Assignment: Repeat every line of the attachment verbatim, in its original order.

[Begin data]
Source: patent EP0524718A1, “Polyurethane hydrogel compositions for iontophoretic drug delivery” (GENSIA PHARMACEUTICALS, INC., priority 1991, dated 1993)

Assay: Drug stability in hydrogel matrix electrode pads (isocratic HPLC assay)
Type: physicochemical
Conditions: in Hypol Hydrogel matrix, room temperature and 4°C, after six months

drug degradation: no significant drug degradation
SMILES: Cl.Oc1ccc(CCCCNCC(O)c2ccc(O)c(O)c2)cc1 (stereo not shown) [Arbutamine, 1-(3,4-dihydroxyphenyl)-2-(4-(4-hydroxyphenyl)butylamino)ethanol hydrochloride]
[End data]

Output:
Source: patent EP0524718A1, “Polyurethane hydrogel compositions for iontophoretic drug delivery” (GENSIA PHARMACEUTICALS, INC., priority 1991, dated 1993)

Assay: Drug stability in hydrogel matrix electrode pads (isocratic HPLC assay)
Type: physicochemical
Conditions: in Hypol Hydrogel matrix, room temperature and 4°C, after six months

drug degradation: no significant drug degradation
SMILES: Cl.Oc1ccc(CCCCNCC(O)c2ccc(O)c(O)c2)cc1 (stereo not shown) [Arbutamine, 1-(3,4-dihydroxyphenyl)-2-(4-(4-hydroxyphenyl)butylamino)ethanol hydrochloride]